A natural-gas driller can stop delivering replacement water to residents whose drinking water wells suffered from methane contamination.
Cabot Oil & Gas Corp. has been delivering water to homes in the northeast village of Dimock, PA, since January of 2009. The Houston-based energy company asked the Pennsylvania Department of Environmental Protection for approval to stop the water deliveries by the end of November, saying Dimock’s water is safe to drink.
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DEP granted Cabot’s request. Scott Perry, the agency’s acting deputy secretary for oil and gas management, wrote that since Cabot has satisfied the terms of a December settlement agreement requiring the company to remove methane from the residents’ water, DEP “therefore grants Cabot’s request to discontinue providing temporary potable water.”
Residents who are suing Cabot in federal court said their water remains tainted with unsafe levels of methane and possibly other contaminants from the drilling process. They say DEP had no right to allow Cabot to stop paying for replacement water.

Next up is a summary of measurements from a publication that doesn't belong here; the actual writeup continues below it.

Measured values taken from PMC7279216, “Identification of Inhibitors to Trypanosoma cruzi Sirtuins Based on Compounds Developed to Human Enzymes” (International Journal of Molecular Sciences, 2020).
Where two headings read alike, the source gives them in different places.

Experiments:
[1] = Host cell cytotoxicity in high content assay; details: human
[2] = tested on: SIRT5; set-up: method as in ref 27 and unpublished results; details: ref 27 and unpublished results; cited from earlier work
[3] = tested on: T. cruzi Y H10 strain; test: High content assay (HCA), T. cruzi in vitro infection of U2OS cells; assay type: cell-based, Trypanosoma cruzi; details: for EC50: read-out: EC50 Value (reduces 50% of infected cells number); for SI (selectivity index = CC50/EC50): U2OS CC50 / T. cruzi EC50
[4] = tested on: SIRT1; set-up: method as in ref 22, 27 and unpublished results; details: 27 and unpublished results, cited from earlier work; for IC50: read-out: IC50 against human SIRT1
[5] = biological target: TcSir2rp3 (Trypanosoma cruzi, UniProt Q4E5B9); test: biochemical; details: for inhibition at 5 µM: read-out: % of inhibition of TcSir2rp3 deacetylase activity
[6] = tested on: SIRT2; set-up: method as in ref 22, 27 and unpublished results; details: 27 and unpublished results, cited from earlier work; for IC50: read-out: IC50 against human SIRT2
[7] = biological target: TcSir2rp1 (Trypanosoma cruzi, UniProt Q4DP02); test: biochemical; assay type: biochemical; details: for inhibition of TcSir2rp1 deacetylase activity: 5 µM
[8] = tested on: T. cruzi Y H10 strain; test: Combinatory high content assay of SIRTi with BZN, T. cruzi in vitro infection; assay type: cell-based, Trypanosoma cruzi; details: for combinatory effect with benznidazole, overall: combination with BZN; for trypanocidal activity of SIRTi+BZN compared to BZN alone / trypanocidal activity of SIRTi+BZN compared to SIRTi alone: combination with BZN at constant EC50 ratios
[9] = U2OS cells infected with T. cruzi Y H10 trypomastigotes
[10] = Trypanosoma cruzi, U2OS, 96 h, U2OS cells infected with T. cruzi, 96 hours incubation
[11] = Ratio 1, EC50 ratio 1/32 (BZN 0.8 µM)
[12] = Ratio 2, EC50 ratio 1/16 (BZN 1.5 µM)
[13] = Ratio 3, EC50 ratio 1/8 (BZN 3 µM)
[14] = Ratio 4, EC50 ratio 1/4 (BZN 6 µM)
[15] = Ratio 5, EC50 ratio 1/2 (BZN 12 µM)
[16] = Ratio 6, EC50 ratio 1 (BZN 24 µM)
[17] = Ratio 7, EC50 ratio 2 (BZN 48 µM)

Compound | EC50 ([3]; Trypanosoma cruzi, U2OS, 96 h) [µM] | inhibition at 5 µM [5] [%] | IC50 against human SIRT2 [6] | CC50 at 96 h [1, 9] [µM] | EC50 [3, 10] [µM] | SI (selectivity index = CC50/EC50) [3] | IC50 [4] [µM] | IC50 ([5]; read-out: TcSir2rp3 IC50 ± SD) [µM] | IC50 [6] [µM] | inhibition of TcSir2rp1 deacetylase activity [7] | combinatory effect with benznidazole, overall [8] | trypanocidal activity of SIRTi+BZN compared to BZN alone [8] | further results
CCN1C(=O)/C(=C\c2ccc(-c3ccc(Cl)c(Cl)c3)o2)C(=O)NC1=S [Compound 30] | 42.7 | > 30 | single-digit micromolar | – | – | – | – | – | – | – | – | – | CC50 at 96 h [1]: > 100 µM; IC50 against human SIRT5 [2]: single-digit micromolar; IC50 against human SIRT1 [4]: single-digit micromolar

Regulators previously found Cabot drilled faulty gas wells that allowed methane to escape into Dimock’s aquifer. The company denied responsibility, but cannot drill in a 9-square-mile area of Dimock since April of 2010.
Along with its request to stop paying for deliveries of water, Cabot asked the department for permission to resume drilling in Dimock, a rural community about 20 miles south of the New York state line where 18 residential water wells were polluted with methane. DEP has yet to rule on that request.
Philip Stalnaker, a Cabot vice president, said tests show the residents’ water to be safe to drink and use for cooking, bathing, washing dishes and doing laundry. He said any methane that remains in the water is naturally occurring but Cabot is willing to install mitigation systems at residents’ request.